Regarding form: I suggest you study how the masters did it. Just because section A is structured a certain way the first time, doesn't mean it always has to be that way. For example: I'll have piano and chimes play the motif at section A then in section B the horns and high winds take a contrary idea. Later when I restate section A in the piece's conclusion I might combine section A and B together. Or I might have the piano and horns play the motif instead of direct repetition. Direct repetition doesn't have much effect if repeated too often. Direct repetition doesn't have much effect if repeated too often. Direct repetition doesn't have much effect if repeated too often. Get my point? :) Most readers either gloss over or skip repeated sections in text or feel that it is a mistake. Listeners can do the same thing when music has too many direct repetitions.

I hope you take my comments as constructive criticism because that is how I mean them to come off. Thanks for sharing!

Nathan

[Edited by - nsmadsen on January 8, 2009 10:12:10 PM]

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That was exactly what i was looking for!!! Thank you Thank you! I now understand what you mean by the use of volume for dynamics. To be honest i feel like a lost child in all of this, ive had pretty much nothing but a rock and metal background sense i was a child until i came across the final fantasy scores, which absolutely mesmerized me. So I definitely need all of the criticism i can get. This is a real blessing, thank you from the bottom of my heart :)


God bless

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No prob bob. :)

I suggest you get a freshman theory book and start learning more about classical music theory (especially if you're looking to write orchestral based music). After then I'd grab an orchestration text book that will show you all of the various methods and "tricks" to writing for an orchestra. Finally, I'd listen, listen, listen to as much music as you can. Try different styles but also focus on orchestral music. Music from ballets, film scores, master pieces of the different periods of classical music. The more you expose yourself to, the more you'll have to draw from.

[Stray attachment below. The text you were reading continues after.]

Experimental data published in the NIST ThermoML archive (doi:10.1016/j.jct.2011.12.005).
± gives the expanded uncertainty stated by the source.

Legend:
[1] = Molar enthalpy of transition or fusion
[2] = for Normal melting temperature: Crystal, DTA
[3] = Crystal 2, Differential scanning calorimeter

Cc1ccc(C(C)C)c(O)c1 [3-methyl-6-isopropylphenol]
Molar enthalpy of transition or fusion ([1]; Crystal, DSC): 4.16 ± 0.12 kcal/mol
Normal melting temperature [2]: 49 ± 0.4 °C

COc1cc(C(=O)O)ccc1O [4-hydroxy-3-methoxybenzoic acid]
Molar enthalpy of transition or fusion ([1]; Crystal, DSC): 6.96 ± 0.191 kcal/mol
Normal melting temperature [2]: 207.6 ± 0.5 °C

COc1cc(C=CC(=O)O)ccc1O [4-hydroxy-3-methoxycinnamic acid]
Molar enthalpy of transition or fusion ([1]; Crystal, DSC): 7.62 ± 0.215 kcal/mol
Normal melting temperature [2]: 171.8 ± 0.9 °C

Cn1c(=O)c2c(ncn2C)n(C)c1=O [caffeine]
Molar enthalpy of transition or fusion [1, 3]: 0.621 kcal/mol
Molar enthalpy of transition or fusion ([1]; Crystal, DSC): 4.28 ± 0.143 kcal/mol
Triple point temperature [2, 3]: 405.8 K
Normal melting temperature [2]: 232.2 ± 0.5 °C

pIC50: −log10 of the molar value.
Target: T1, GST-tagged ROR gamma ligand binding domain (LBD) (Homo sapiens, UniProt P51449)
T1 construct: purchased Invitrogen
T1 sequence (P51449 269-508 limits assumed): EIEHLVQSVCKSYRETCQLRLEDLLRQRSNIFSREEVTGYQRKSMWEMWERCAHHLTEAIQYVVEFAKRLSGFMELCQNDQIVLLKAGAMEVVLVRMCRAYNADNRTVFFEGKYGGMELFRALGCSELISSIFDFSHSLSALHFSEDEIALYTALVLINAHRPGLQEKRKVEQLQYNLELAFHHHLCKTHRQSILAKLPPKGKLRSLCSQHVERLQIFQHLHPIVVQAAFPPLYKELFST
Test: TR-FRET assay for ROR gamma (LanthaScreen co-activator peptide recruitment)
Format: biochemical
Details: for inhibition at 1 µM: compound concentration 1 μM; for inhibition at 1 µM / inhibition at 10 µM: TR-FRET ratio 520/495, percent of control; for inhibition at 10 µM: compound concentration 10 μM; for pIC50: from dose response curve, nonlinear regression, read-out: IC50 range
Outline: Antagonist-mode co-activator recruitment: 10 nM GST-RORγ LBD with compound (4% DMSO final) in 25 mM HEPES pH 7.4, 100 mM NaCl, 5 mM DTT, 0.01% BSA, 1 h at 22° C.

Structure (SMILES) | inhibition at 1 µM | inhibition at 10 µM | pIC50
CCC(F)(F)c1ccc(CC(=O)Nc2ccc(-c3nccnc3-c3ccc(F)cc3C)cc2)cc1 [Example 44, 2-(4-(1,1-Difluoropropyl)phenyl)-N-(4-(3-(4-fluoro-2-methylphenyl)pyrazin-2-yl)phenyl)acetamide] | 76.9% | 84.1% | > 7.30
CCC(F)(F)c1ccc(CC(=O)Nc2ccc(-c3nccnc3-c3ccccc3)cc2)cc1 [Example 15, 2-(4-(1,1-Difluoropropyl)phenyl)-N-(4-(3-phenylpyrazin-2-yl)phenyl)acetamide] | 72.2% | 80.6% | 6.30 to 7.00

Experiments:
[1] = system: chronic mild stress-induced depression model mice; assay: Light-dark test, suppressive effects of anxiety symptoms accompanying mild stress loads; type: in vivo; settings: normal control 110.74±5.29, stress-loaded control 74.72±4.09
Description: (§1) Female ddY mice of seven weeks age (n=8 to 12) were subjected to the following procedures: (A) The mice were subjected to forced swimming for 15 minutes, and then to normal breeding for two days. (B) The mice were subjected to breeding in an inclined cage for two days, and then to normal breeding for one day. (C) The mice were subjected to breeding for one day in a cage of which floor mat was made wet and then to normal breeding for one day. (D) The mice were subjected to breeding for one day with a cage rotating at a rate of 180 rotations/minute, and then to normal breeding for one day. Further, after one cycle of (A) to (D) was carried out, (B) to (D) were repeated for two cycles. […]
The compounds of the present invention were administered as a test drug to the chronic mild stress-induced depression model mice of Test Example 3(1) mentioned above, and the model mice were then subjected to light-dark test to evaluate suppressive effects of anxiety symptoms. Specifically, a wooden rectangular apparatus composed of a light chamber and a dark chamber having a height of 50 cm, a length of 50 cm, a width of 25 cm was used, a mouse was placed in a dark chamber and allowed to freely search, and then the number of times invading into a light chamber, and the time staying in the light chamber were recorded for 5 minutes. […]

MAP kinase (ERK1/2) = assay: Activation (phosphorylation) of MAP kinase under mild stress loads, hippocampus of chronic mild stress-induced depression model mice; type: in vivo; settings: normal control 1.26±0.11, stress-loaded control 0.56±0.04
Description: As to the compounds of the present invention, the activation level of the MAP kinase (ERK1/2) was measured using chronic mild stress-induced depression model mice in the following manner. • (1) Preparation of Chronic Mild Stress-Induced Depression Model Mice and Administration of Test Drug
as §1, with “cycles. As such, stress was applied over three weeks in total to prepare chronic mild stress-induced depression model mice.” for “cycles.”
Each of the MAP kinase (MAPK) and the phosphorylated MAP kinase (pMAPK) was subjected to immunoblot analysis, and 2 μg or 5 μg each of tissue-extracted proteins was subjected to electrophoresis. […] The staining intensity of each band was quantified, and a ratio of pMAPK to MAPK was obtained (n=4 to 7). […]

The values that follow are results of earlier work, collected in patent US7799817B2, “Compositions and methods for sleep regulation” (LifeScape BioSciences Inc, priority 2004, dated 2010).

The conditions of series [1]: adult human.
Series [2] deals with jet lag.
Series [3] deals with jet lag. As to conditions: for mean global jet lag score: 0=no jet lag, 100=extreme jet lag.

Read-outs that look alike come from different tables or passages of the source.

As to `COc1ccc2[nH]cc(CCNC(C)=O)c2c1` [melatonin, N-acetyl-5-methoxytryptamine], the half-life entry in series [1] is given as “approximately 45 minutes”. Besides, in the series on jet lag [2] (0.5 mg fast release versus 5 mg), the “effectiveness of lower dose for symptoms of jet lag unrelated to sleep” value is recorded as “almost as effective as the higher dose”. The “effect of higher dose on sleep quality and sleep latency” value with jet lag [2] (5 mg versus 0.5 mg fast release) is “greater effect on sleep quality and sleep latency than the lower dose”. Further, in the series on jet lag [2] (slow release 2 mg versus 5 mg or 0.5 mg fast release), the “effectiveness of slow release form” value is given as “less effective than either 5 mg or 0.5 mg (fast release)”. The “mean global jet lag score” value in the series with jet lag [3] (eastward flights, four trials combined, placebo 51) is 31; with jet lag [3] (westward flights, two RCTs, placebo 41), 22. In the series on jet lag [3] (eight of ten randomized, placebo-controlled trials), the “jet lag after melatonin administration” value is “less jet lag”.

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Will it be possible for me to accomplish the true art of orchestral music with out a degree? I mean, if i have to walk through hell to learn what i can on my own by independently studying i will. Music is my life and this is what i want to do come hell or high water, lol. but i dont have any money to go to school. So will independently studying suffice for me to make it in the industry?

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It all depends on your drive and level of ability, so I cannot say for sure you'll reach your goal(s) or not because I don't know you well enough. However, I can say that I know several guys that don't have college degrees in music and write excellent music. It is possible! It will just take some discipline and determination to teach yourself all of this. Another option: contact a music theory professor at a local college and ask if he'll take you on as a student. I know many professors that teach privately as well and this could be a cheaper but still effective way to learn.

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Well once again thank you for your guidance. Its good to finally get some direction rather than stumbling all over the keyboard trying to find what fits. Ill definitely be posting here on a regular basis. Hope to hear from you again
By the way i checked out your page and listened to that piano piece that you have up there, ABSOLUTELY moving.


Thanks again

Jake

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I have a few rules. First I'll start with composing:

1. Learn Counterpoint. At least understand the principles. It aids in writing multiple moving lines.


That was easy. Next, programming tracks with a computer:

2. Dis-align voices: Nobody plays precisely on the beat. Shift each voice left/right/early/behind by a few ticks so that it makes an audible difference, but not a rhythmic difference. This will reduce the 'keyboard' feel.

3. Reverbs are your friend. Don't overdo. But accept them with open arms.

4. Treat every voice/track as if you were the player of the line - go through and decide how you would play the instrument, emotionally, and adjust the programming options as available. The more differences you can apply to each note, the better. Repetitive playing sounds synthetic.